There's still a lot to learn about the travel habits of tiger sharks. A seven-year study found that Hawaiian females tend to travel more often—and more widely—around the island chain than males do. Another analysis, published in 2015 in Scientific Reports, focused on 24 adult tiger sharks in the Atlantic and found that, in the winter months, they stayed in the area around the Caribbean and West Indies. Then, for summer, they headed north and spent the warmest part of the year in the mid-Atlantic, venturing as far north as Connecticut (and far away from the coast). No one knows why the sharks make the trip, but it may have something to do with the young loggerhead turtles who dwell in those northern waters.

10. ONE TIGER SHARK BARFED UP A MURDER MYSTERY.

In April 1935, Coogee Aquarium in Sydney, Australia was looking for a big fish to occupy its newly-built pool. On a fishing trip off Coogee beach, Bert Hobson snared a 13-foot tiger shark for the aquarium.

The shark was a big hit at the aquarium, but it didn’t last very long. Seven days after its arrival, it got sick and vomited up a bird, a rat, some nasty-looking brown goo—and a human arm, which had a rope tied around its wrist and a forearm tattoo of two boxers.

An amateur boxer named James Smith had recently gone missing, and he had the exact same tattoo on one arm. Forensic analysis determined that the arm hadn’t been bitten off—it had been removed from the rest of Smith's body with a knife.

Detectives learned that Smith was last seen playing cards at the Hotel Cecil in Cronulla with his longtime associate Patrick Brady, a forger, who quickly became the number one suspect. The authorities were later informed by a boat-builder (and suspected criminal) named Reginald Holmes that Brady had murdered Smith in an argument. But before Holmes could testify in court, somebody shot him.

Brady's lawyers argued that a severed arm didn’t constitute proof of a murder. Smith, they argued, might still be alive somewhere—sans one limb, of course. Brady got off scot-free, which was more than could be said for the poor tiger shark—it died in captivity. A necropsy did not reveal any other human remains.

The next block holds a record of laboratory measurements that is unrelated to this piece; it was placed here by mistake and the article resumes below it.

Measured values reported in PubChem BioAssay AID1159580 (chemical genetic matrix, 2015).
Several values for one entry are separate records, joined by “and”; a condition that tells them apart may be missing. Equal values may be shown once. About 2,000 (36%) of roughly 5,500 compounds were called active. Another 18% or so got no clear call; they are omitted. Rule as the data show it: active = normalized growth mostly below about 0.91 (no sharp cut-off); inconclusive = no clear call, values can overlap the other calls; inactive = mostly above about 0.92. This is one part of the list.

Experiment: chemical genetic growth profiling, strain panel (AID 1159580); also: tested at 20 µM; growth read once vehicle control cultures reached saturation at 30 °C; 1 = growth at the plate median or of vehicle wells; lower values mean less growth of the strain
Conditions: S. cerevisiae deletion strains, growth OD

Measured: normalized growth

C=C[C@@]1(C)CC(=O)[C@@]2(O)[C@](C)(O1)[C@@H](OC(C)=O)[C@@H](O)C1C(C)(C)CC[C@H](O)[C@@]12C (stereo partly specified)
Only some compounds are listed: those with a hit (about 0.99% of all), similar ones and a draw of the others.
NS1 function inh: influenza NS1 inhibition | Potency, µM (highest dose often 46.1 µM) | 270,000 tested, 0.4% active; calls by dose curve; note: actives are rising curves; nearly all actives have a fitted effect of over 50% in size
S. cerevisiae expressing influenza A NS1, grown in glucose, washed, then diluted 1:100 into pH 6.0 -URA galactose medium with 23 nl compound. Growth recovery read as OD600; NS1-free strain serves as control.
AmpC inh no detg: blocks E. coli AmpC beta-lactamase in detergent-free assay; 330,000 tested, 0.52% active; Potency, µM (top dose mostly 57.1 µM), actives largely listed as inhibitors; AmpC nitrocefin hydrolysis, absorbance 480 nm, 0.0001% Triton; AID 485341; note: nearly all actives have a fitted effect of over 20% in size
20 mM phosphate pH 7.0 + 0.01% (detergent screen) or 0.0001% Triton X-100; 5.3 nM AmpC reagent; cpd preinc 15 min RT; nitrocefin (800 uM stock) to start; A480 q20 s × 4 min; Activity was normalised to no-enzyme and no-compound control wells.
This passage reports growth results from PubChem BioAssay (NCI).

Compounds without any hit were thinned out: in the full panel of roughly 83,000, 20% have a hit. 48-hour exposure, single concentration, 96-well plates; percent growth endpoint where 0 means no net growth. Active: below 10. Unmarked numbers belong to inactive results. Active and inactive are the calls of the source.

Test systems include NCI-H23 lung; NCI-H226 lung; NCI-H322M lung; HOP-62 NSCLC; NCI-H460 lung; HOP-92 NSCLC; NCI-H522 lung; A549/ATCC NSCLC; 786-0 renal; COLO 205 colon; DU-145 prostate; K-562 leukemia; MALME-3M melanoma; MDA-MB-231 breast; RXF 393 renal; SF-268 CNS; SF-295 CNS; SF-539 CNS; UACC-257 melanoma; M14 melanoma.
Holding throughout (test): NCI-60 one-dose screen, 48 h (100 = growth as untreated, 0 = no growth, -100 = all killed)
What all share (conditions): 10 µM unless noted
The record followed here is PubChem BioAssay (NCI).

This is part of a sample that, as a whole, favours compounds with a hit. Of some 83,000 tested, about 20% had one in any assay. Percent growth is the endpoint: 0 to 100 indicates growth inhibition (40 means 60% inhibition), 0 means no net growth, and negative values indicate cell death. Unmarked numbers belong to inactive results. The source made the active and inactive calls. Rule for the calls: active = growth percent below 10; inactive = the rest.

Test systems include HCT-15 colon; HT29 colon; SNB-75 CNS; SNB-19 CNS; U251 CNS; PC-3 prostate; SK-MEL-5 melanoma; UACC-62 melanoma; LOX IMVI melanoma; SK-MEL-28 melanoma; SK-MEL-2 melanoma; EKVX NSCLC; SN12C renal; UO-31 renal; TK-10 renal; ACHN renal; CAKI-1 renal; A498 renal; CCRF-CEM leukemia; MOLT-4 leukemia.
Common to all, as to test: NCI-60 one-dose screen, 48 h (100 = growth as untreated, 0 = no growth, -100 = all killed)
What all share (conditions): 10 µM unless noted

11. IT’S RARE, BUT TIGER SHARKS HAVE BEEN KNOWN TO SHARE FOOD WITH CROCODILES AND GREAT WHITES.

Bloated, rotting whale carcasses lure all kinds of animals out of the woodwork. Carnivores that normally don’t cross paths sometimes end up feasting on the dead mammals side-by-side. In 2015, two great whites and three tiger sharks were filmed tearing into the colossal body of a sperm whale near New South Wales, Australia. Years earlier, off the South African coastline, witnesses saw members of both species eating a Byrd’s whale carcass [PDF]. Australian drone footage from 2017 (above) shows a humpback carcass getting picked apart by both tiger sharks and saltwater crocodiles. Look at the video closely and you’ll see the croc and fish coming within a few yards of each other.

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14 Bold Facts About Bald Eagles
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Bald eagles are powerful symbols of America—but there’s a whole lot more to these quirky birds.

1. YOUNG BALD EAGLES AREN'T BALD.

A young bald eagle with a brown head on a beach.
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So obviously adult bald eagles aren't really bald, either—their heads have bright white plumage that contrasts with their dark body feathers, giving them a "bald" look. But young bald eagles have mostly brown heads. In fact, for the first four or five years of their lives, they move through a complicated series of different plumage patterns; in their second year, for instance, they have white bellies.

2. BALD EAGLES SOUND SO SILLY THAT HOLLYWOOD DUBS OVER THEIR VOICES.

A red-tailed hawk.
A red-tailed hawk's screech is usually dubbed over the bald eagle's weaker scream.
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It's a scene you’ve probably seen countless times in movies and on TV: An eagle flies overhead and emits a rough, piercing scream. It's a classic symbol of wilderness and adventure. The only problem? Bald eagles don't make that sound.

Instead, they emit a sort of high-pitched giggle or a weak scream. These noises are so unimpressive that Hollywood sound editors often dub over bald eagle calls with far more impressive sounds: the piercing, earthy screams of a smaller bird, the red-tailed hawk. If you were a fan of The Colbert Report, you might remember the show's iconic CGI eagle from the opener—it, too, is making that red-tailed hawk cry. Listen for yourself and decide who sounds more impressive.

3. THEY EAT TRASH AND STOLEN FOOD.

Two bald eagles guard their prey against two magpies on a snowy field.